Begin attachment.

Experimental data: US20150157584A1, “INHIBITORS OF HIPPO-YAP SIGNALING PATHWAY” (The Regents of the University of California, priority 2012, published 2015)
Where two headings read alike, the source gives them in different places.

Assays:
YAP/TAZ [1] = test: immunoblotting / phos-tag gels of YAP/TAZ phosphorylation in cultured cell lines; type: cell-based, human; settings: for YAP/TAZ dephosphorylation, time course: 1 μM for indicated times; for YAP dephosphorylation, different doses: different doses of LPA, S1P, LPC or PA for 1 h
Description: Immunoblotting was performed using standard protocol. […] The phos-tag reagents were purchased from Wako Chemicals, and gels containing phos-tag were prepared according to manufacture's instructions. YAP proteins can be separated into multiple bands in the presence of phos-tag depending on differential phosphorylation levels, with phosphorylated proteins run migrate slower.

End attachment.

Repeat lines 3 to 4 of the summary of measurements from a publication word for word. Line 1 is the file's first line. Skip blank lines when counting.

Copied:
Assays:
YAP/TAZ [1] = test: immunoblotting / phos-tag gels of YAP/TAZ phosphorylation in cultured cell lines; type: cell-based, human; settings: for YAP/TAZ dephosphorylation, time course: 1 μM for indicated times; for YAP dephosphorylation, different doses: different doses of LPA, S1P, LPC or PA for 1 h